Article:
Overheard at Casa de Ambulance Driver

“Daddy, I don’t get that song. It doesn’t make any sense. Why does he call it a ‘Highway 20 Ride?’ You drive on a highway, not ride.”

“You’re being too literal, KatyBeth,” I tell her. “He’s singing about the trip itself, not the act.”

“I still don’t understand it,” she says in frustration. “Songs should make sense.”

I think for a moment before I answer.

“He’s explaining things to his son,” I say, choosing my words carefully. “He and the little boy’s Mom got a divorce, and he only gets to see his little boy every other weekend. He’s explaining to him why it has to be that way, but that if he had a choice, things would be different. And he hates the ride to bring his little boy back to his Mom, but he looks forward to it, too, because it means he gets to see him again.”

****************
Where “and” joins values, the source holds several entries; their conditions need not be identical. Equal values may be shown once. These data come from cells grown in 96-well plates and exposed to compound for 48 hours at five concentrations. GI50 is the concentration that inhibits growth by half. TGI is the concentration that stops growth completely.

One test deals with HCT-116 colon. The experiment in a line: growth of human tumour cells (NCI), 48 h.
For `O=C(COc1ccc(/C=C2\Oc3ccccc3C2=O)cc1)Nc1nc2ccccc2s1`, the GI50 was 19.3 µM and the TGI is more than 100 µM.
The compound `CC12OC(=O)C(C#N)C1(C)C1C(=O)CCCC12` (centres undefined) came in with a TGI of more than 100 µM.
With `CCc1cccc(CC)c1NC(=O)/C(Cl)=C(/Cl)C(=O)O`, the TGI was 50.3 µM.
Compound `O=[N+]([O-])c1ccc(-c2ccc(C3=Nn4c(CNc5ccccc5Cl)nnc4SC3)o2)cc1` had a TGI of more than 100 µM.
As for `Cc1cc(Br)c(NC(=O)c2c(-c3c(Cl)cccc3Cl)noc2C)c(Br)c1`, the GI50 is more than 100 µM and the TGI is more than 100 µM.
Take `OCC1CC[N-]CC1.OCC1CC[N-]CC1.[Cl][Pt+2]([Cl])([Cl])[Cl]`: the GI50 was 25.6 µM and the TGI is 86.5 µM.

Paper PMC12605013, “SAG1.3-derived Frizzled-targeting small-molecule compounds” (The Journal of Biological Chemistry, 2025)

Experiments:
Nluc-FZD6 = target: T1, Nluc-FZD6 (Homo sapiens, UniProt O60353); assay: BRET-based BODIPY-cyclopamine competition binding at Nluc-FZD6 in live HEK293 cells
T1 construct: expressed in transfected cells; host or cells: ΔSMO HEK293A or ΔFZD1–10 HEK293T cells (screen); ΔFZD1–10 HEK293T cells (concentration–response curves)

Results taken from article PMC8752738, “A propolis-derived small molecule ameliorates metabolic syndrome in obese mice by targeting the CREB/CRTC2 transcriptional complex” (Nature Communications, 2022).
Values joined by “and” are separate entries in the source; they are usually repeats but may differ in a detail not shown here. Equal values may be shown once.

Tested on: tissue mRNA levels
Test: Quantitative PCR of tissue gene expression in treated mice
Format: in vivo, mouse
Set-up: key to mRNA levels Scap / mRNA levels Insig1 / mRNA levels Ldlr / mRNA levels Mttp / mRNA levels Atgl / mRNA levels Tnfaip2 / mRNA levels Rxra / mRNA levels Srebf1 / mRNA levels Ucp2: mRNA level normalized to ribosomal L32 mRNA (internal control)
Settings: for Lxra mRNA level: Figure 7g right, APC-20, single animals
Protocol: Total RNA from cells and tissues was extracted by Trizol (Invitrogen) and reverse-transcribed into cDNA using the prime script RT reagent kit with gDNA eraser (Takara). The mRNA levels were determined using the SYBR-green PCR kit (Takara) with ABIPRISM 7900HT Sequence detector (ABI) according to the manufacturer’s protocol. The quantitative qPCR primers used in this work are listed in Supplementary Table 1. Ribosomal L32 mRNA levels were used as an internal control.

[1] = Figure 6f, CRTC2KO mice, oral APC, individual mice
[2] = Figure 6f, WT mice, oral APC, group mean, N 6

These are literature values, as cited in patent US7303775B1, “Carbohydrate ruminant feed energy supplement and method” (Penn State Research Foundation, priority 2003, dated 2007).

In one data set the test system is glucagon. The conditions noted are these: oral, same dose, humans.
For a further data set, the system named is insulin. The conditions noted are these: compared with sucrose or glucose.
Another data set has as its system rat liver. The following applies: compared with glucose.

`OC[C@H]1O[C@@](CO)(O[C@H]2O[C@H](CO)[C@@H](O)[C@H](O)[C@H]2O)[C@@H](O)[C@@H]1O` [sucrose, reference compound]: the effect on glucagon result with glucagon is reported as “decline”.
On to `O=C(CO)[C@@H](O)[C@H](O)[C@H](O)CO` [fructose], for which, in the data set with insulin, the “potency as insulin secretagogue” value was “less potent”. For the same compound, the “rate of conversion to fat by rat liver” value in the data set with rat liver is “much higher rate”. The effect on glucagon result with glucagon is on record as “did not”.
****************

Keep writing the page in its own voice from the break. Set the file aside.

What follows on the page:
“Oh,” KatyBeth replies softly. “You mean they’re like us.”

“Yeah kiddo, a lot like us. Except that your Mom and me still get along.”

Her eyes cloud over. “I cry sometimes when you take me back to Mama’s,” she confesses.

“Yeah,” I agree, fighting back the tears that spring unbidden to my eyes, “Me, too.”

Most of the time, I’m thankful that her mother and I split early enough in KatyBeth’s life that it didn’t affect her too greatly. And I am profoundly thankful that my daughter is so resilient, that she sees nothing unnatural about having two families, two homes, two sets of everything.

And then there are days like today.

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